There’s a board game I love that no one else in the family ever wants to play. It’s called Iron Dragon, and whenever I suggest a round, everyone groans. Part of it is that the game takes at least four hours to play. Usually more. Okay, a lot more. Another part is the absolute tedium of it. You start out with a small train and a bag of money. You draw a card listing a series of destinations, the cargo they’re after, and how much they’re willing to pay. Then you plan your route accordingly, building track as you go. First player to connect six cities wins.
Playing well—and winning—requires a careful balance of risk vs reward as well as luck. I love it. Planning out my routes and calculating exactly how much it’s going to cost me to build the track there. How much I’ll make by connecting the dots.
I should have loved Death Stranding. The player character Sam is literally the last functioning postal worker in a post-apocalyptic America, and he is trying to reconnect cities coast to coast. Along the way, he’s expected to deliver packages. The more successful deliveries he makes, the more resources are available. The higher his reputation, the higher the value of his contracts. It’s like the game was made with me in mind. The whole post apocalypse angle, general weirdness, casting of Norman Reedus as Sam, and multiple posts from players admitting to how much they cried at a certain plot point had me picking up this game with the sort of eagerness I usually save for a new installment of Assassin’s Creed.
The game is gorgeous. Even though the world is essentially dead in about the creepiest way possible, the landscape is beautiful, from the color scheme to the way familiar landmarks have been smoothed by extreme age into bare, rolling hills. If we were to fast forward time to an extreme degree (or experience the chronological apocalypse proposed by the game), I can imagine a world that might look like this. It’s eerie and disturbing.
The animation is stunning, as is the choice of voice actors, who are mirrored by their on screen characters. They play their roles to a degree of believability that quickly sucks you into the story. The story is fascinating. You’re thrown right into the action and given only enough information to pull you forward, learning as you go.
The visual effects, tool manipulation, and even combat are familiar enough, but different enough for you to grapple with play while gaping at the complexity of it all. It’s actually all a bit overwhelming to begin with. Grandly cinematic, and obviously a labor of love for Hideo Kojima.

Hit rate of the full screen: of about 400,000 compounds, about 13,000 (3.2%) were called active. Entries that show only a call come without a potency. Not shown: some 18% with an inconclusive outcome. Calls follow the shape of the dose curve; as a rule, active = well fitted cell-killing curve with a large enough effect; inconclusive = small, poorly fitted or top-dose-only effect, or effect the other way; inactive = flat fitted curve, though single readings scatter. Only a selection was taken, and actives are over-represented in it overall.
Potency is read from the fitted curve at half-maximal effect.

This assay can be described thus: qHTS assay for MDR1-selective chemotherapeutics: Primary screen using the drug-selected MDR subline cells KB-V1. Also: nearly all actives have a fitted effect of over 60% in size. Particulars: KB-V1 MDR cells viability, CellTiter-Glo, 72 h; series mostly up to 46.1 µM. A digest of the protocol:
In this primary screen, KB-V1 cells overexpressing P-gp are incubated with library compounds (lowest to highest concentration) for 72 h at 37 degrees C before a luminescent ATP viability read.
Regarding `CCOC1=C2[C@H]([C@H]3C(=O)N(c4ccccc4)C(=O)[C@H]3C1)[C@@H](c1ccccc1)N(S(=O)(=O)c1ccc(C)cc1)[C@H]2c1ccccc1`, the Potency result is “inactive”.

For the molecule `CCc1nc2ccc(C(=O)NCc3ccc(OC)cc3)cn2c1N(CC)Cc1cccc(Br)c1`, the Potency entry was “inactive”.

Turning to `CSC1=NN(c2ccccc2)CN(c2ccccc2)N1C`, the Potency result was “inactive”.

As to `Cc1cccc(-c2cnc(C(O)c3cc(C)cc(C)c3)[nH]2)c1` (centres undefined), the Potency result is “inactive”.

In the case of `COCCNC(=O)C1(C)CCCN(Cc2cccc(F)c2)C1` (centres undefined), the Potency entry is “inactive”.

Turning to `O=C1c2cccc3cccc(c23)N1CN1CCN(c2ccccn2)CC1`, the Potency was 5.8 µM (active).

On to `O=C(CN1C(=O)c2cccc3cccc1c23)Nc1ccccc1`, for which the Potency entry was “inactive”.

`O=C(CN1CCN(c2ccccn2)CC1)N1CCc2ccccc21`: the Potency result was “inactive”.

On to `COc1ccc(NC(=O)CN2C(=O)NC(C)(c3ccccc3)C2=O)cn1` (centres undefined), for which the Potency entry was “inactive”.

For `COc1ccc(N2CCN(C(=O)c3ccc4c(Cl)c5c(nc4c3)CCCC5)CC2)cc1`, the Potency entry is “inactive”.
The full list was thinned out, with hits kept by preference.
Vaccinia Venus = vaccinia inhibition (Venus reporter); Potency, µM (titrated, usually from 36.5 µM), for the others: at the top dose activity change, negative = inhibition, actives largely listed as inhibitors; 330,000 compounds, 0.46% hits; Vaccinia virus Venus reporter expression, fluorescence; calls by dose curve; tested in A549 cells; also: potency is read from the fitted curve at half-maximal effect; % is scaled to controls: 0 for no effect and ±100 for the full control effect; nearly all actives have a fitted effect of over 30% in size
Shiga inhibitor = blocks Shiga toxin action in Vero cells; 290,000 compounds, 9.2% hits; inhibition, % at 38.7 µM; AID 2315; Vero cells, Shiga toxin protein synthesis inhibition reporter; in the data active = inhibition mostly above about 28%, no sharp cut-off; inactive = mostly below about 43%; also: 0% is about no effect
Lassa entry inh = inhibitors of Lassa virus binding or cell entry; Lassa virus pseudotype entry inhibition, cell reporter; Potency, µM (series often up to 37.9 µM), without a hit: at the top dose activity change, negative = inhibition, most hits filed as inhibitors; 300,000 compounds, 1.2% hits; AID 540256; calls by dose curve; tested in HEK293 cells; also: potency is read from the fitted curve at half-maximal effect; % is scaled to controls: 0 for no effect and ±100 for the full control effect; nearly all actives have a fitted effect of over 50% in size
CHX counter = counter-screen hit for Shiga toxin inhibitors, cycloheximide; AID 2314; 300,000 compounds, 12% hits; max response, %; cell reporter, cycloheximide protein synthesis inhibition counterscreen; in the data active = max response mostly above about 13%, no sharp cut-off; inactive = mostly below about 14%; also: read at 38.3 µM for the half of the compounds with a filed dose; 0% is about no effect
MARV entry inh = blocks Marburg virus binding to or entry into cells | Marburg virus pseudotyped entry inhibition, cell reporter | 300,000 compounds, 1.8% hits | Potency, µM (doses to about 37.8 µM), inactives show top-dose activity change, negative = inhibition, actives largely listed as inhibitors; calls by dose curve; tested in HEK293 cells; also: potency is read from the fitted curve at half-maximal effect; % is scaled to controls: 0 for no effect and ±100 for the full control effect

The Not So Good
I don’t want to label this section The Bad because there’s nothing wrong with this game. My lackluster feelings and final abandonment have more to do with my frustration with certain aspects and full on queasiness regarding others.
The game is hard. I don’t mind a challenge and will confidently check the experienced gamer box when starting something new. I play most games on normal and will sometimes up the difficulty to hard when it starts to feel too easy, or for a second play through. Sometimes, to get past a particularly nasty boss fight, I’ll knock the difficulty back to easy.
Death Stranding is hard in a way that has little to do with a difficulty setting. It’s more that there is so much to grasp and all at once. There’s the world and trying to fit your actions into the greater story. Then there’s simply walking with a loaded pack and not falling over. Oh, and not being sucked into the ground by temporal ghosts called BTs and possibly dying, thereby leaving a new, permanent crater in the world.
If you die near an outpost? Gone, baby, gone. The death of Sam kills everything. And then Sam comes back to life, because he’s different, which is cool, but also very, very disturbing—the mechanics of which I’ll get into later.
I’d try to plan my route around the BTs. Try not to let my skin crawl when the sound of the ghost meter started ticking like a Geiger counter. Try not to get upset when Sam fell again and the tank baby strapped to his chest started squalling, further aggravating the circling BTs. But avoiding troubled patches usually means climbing over rocks, using tools Sam doesn’t always have to hand because there is only so much you can pack on his back.